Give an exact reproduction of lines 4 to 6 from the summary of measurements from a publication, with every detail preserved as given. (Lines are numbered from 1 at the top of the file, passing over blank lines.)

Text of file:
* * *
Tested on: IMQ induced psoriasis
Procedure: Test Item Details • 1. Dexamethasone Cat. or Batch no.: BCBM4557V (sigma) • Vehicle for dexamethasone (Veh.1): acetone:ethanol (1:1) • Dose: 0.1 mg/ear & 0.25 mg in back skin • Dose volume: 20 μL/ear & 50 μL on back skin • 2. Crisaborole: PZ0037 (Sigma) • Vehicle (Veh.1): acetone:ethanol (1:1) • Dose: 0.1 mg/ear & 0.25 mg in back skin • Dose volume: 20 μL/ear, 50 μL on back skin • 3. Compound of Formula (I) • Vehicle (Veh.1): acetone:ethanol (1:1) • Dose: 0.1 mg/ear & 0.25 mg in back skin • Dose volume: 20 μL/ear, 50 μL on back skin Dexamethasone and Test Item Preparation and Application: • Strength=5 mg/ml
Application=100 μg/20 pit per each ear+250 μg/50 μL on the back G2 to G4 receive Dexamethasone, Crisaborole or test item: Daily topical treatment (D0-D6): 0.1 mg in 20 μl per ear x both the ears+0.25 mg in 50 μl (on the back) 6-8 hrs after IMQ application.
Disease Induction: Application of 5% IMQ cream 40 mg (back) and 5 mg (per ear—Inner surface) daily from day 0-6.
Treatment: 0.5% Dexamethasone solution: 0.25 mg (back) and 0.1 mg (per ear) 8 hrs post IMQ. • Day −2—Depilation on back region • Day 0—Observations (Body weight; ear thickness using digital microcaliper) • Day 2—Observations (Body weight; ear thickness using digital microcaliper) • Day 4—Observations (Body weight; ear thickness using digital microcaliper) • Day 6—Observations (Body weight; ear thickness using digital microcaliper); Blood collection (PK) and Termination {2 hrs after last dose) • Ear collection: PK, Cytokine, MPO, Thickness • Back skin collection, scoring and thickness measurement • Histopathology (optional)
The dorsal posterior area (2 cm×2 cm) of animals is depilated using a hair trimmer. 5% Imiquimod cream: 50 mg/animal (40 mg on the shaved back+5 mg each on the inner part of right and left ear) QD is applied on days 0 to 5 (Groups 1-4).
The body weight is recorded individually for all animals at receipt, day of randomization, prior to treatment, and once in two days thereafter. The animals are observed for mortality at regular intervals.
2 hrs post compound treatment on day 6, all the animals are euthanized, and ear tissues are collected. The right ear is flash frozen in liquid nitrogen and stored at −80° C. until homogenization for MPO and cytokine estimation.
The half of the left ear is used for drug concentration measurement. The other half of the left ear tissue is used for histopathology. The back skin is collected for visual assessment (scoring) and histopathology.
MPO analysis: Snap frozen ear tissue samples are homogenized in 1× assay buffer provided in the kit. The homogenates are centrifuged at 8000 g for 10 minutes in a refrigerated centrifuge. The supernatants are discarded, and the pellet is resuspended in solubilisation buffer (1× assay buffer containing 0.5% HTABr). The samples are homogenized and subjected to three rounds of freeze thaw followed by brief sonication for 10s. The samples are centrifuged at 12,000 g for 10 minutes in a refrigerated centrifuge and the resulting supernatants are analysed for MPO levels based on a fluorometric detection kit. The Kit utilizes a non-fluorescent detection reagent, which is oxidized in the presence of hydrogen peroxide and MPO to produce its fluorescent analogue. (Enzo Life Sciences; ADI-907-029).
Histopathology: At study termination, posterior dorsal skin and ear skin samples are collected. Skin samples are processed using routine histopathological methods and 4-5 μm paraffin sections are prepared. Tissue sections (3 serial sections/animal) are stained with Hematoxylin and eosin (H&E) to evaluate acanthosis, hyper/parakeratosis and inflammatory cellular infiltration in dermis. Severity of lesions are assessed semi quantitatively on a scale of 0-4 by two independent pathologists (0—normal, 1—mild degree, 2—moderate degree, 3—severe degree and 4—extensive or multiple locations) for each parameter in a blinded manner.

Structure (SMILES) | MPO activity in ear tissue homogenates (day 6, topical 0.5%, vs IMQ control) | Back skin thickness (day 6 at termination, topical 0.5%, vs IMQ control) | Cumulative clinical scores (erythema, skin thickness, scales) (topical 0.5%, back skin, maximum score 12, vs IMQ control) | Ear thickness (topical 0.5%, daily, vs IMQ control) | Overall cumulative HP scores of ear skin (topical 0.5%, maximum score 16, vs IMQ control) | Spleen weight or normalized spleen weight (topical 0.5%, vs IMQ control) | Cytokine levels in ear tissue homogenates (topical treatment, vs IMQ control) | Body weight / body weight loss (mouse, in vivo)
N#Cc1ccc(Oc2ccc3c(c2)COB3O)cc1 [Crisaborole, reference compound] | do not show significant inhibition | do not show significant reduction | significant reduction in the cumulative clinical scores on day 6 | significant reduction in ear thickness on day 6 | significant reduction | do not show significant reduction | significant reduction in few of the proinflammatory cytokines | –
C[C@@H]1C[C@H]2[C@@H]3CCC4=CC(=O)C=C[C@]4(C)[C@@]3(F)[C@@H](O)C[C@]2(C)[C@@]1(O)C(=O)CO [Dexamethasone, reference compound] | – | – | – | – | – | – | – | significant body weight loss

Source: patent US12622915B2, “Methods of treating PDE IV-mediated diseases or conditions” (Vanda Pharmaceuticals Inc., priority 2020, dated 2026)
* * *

Disease Induction: Application of 5% IMQ cream 40 mg (back) and 5 mg (per ear—Inner surface) daily from day 0-6.
Treatment: 0.5% Dexamethasone solution: 0.25 mg (back) and 0.1 mg (per ear) 8 hrs post IMQ. • Day −2—Depilation on back region • Day 0—Observations (Body weight; ear thickness using digital microcaliper) • Day 2—Observations (Body weight; ear thickness using digital microcaliper) • Day 4—Observations (Body weight; ear thickness using digital microcaliper) • Day 6—Observations (Body weight; ear thickness using digital microcaliper); Blood collection (PK) and Termination {2 hrs after last dose) • Ear collection: PK, Cytokine, MPO, Thickness • Back skin collection, scoring and thickness measurement • Histopathology (optional)
The dorsal posterior area (2 cm×2 cm) of animals is depilated using a hair trimmer. 5% Imiquimod cream: 50 mg/animal (40 mg on the shaved back+5 mg each on the inner part of right and left ear) QD is applied on days 0 to 5 (Groups 1-4).